A recent article published in Optometry and Vision Science evaluated the factors affecting whether or not parents seek eyecare for their children. The researchers interviewed 35 parents and 16 optometrists. Parents from all socioeconomic levels were included. Even though the study was performed in India, the results will ring true in almost any country in any part of the world.
Parents seek eyecare for their children when:
- the child is symptomatic and this is obvious to the parent — an eye is turned; the eye is red and/or “runny.”
- there are academic performance issues — letter reversals; inability to write in a straight line — the teacher suspects a vision problem.
- the child continually complains about blurry vision or headaches.
- there is a family history of eye and vision problems.
- the child failed a vision screening.
- parents understand the connection between vision and learning.
What are the barriers to seeking eyecare for children?
- Financial barriers — inability to afford eyecare.
- Logistical barriers — difficulty getting an appointment; inability to take time off from work; poor communication with doctors and medical facilities.
The authors listed a few additional barriers to seeking eyecare which are less universal but are more difficult to overcome:
- Family members with differing opinions about the child’s need for eyecare influence parental decisions.
- Poor literacy and awareness of eye problems among parents and other family members.
- Concern that wearing eyeglasses makes a child less beautiful.
COVD member doctors and therapists are ready to work with you to overcome these barriers; to educate you and your family members about the relationship between vision and learning. There is nothing more beautiful than a successful happy child wearing glasses!
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Posted in Child Development, Research, Science and Splash, tagged child development, DNA, epidemiology, epigenetics, genetics, inheritance, research on December 4, 2012 |
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Did you happen to see this article in the New York Times: Why Fathers Really Matter. This article introduces the concept of epigenetics. Epigenetics can be defined as “the set of modifications to our genetic material that change the way genes are switched on or off, but which don’t alter the genes themselves.” ¹ Epigenetics helps to explain the relationship between a person’s genotype (the genetic makeup as defined by DNA) and phenotype (physical appearance and traits). The classic example of this is identical twins. Identical twins have identical genotypes but different phenotypes. Their differences become more apparent as they age, because the environment plays an important role in epigenetic modifications. Research in this field is exploding, because herein lies a key to the relationship between an individual’s genetic code, the environment, aging and disease.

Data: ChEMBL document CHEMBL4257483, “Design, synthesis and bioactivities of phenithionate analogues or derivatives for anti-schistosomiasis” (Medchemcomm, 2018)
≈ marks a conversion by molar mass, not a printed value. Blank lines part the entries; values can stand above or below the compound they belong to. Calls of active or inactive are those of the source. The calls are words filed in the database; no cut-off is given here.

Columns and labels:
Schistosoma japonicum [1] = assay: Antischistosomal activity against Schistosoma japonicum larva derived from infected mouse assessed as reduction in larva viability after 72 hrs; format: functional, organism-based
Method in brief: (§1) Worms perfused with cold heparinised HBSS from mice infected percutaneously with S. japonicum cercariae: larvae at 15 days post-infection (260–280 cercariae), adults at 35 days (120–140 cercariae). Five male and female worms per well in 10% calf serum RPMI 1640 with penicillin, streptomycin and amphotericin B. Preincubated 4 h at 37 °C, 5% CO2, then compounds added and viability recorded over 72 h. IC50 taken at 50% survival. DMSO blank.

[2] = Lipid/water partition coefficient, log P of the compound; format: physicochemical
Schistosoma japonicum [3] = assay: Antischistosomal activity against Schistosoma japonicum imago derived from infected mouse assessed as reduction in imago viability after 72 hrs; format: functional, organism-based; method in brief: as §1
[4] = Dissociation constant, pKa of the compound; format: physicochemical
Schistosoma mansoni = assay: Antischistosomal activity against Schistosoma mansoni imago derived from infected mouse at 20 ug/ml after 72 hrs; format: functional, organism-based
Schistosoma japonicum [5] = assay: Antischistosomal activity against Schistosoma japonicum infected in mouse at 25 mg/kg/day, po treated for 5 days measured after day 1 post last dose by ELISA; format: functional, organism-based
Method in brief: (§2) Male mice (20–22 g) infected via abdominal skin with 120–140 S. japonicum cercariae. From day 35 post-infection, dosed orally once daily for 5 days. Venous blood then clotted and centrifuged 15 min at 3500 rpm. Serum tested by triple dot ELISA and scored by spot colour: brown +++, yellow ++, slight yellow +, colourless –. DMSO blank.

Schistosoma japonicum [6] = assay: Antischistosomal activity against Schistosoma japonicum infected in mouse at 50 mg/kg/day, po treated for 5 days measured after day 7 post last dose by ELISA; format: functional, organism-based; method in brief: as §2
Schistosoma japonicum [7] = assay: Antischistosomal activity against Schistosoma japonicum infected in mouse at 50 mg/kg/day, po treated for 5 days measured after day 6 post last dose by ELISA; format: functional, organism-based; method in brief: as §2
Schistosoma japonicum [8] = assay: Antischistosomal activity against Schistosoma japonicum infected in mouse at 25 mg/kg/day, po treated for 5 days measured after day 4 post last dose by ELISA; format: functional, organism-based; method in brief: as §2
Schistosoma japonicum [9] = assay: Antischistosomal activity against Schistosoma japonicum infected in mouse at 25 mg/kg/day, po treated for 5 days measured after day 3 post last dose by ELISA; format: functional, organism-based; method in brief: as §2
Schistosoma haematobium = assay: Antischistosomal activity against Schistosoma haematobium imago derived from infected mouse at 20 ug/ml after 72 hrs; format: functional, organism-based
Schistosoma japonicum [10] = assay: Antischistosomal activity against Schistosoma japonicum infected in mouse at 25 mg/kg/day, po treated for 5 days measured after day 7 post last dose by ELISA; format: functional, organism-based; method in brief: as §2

It is now known that epigenetic modifications or marks consist of chemical groups that are stuck onto DNA without changing the DNA. They sit on top of the genetic code and control the activation and deactivation of genes. This explains why neurons are so different from skin cells, even though they all contain the same genetic code. If skin cells divide, they become new skin cells. All the genes are deactivated except for the ones needed for the skin cells to look and behave like skin cells.
But epigenetic modification can also be very fluid. These chemical switches on DNA govern protein production—which ones will be produced, when, for how long, how much, etc.
- Think enzymes that control metabolic processes and their impact on health.
- Think hormones and their profound influence on child development.
- Think neurotransmitters that impact learning and the growth of synapses.
In the New York Times article, the author, Judith Shulevitz, describes why she has become obsessed with epigenetics: “because it strikes me as both game-changing and terrifying.” Here are two reasons why:
- Epigenetic mechanisms of gene expression and suppression are influenced by the environment. Our phenotype is not written in the stone of our DNA. Physical traits, mental status, and the development of disease can be shaped by environmental factors such as the food we eat, the air we breathe, our exposure to traumatic events, and our age.
- Epigenetic modifications are heritable. A recent journal article cited over 100 examples of epigenetic inheritance, in both animals and humans.